Steppe Country; Notes from Mongolia


Mongolia: a place you either love or detest. Anthropologist and cultural explorer Tjalling Halbertsma loves this ancient country with its eventful history and remarkable inhabitants, and has committed his fascination for it to paper in a heartfelt declaration of that love: Steppe Country.

Mongolia is three times the size of France, but has only 2.6 million inhabitants. Under the heirs of Genghis Khan, this vast expanse was the seat of the greatest empire the world has ever known. Mongolia is hard to get to, hard to travel through and, for spoiled Westerners, the winters with their Siberian temperatures are hard to live through. Yet it is also one of the most fascinating travel destinations imaginable.

During the past four years, Halbertsma served as personal adviser to the prime minister of Mongolia. That enabled him to visit the most remote corners of the country, and meet some very unique characters: the country’s supreme Buddhist cleric, a gold seeker, a Mafia-style smuggler, a marmot hunter, General Kosmos (Mongolia’s only astronaut), and the hardy nomads of the minuscule Reindeer People, the Dukha, whose existence depends entirely on the fate of that one particular species. Halbertsma also takes us out hunting with a falconer and his eagle, and spends a bizarre night with a cheerful and penniless former NASA scientist, whose preaching of God’s word has failed to take root in Mongolia’s stony soil.

On the immense steppes of the Gobi, Halbertsma becomes acquainted with the nomads’ hospitality, customs and hardships. Their ger (felt tents) are always open to those in need of food or a place to sleep. But as Mongolia becomes integrated into the global market, their traditional herding society seems doomed to extinction. Steppe Country is therefore also an homage to an ancient society that may soon disappear entirely.

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Leap to the West; on the desert trail of the Chinese discoverer of Europe

(Sprong naar het Westen)

The idea that Europe was ‘discovered’ by a Chinese man sounds so strange to our Eurocentric ears that we instinctively disbelieve it. Yet it is true, and we have cultural explorer and anthropologist Tjalling Halbertsma to thank for unearthing this deeply buried story.

The West had Marco Polo to discover the East and the East had Rabban Sauma, a Nestorian monk. But unlike Polo’s The Description of the World, Sauma’s 725-year-old account is uncontested, with scholars agreeing that the journey of the ‘Chinese discoverer of Europe’, undertaken at the same time as Marco Polo’s arrival in Asia, really did take place.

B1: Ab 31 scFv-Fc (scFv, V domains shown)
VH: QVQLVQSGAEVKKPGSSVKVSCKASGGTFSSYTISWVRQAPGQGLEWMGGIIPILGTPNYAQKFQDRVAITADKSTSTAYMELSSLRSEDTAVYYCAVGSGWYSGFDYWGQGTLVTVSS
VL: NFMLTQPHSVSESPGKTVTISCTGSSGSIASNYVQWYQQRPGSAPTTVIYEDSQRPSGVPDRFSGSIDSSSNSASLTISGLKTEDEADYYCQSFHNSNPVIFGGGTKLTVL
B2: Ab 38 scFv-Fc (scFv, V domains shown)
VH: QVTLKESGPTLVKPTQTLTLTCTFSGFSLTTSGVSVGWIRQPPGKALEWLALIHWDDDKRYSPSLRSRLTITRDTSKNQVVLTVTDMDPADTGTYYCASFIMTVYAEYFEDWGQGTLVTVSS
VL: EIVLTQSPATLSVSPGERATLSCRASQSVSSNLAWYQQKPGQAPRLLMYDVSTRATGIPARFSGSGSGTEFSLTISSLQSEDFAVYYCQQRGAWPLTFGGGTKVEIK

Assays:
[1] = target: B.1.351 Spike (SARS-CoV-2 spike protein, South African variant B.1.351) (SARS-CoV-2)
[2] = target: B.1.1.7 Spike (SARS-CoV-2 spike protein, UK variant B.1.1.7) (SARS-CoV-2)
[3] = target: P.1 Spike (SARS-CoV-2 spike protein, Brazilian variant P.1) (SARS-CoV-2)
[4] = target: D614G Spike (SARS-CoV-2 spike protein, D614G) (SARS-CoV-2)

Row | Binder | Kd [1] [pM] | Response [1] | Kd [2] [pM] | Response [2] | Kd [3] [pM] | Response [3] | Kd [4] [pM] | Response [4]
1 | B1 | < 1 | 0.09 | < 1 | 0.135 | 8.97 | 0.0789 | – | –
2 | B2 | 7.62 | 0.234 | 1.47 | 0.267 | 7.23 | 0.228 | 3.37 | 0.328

Halbertsma throws new light on Sauma’s ancient account, now buried in the vaults of the British Museum in London. He stumbled across Sauma’s legacy more than once while writing an earlier book, The Lost Lotus Crosses, a remarkable history of the Nestorians (early Christians) of China and Mongolia. InLeap to the West he follows the desert trail of a man who felt compelled to set off for the Promised Land and ended up in Europe.

Halbertsma covers the 7,000 kilometres from Beijing, formerly Khan Balek, to Kashgar in the far west of China like a modern pilgrim, searching for traces of Sauma and his travelling companion Mar Markos. Like Sauma, Halbertsma is repeatedly mocked by fate. For the time being his leap westwards will take him no further than the western border of China, where the conflict in Iraq forces him to retrace his steps.

As he travels through China, Halbertsma describes relics of a faded past as well as the far-reaching, sometimes tempestuous changes taking place today in the immense interior of the country. Western China is a repressed and therefore little visited region, but this does not deter Halbertsma, as he lurches and rattles along in his unreliable Beijing Jeep, exploring a virtually forgotten part of the world. He stops to investigate grave-robbers in Mongolia, a mausoleum for Genghis Khan, some possible descendants of Roman prisoners of war, an oil town in the middle of the Taklamakan desert and much more besides.

Throughout his account of his own journey into the world of Sauma and Markos, Halbertsma provides revealing images of continuing Chinese oppression of Mongols and Uighurs, along with marvellous descriptions of two Asians’ historic exploration of the unknown West.

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Early Christian Remains of Inner Mongolia: Discovery, Reconstruction and Appropriation

The early Christian presence in Inner Mongolia forms the subject of this book. These Nestorian remains must primarily be attributed to the Öngüt, a Turkic people closely allied to the Mongols. Writing in Syriac, Uighur and Chinese scripts and languages, the Nestorian Öngüt drew upon a variety of religions and cultures to decorate their gravestones with crosses rising from lotus flowers, dragons and Taoist imagery. This heritage also portrays designs found in the Islamic world. Taking a closer look at the discovery of this material and its significance for the study of the early Church of the East under the Mongols, the author reconstructs the Nestorian culture of the Öngüt. The reader will find many newly discovered objects not published before. At the same time this study demonstrates how many remaining objects were appropriated and, in many cases, vanished after their discovery.

Tjalling Halbertsma, Ph.D. (2007) in the Arts, University of Leiden, has worked as an advisor to the President of Mongolia. His documentation of Nestorian objects from Inner Mongolia has been published by Monumenta Serica.

  • English
  • ISBN 978 90 04 16708 7
  • 400 pp.
  • illustrated/hardback
  • Koninklijke Brill, Sinica Leidensia, 88
  • 2008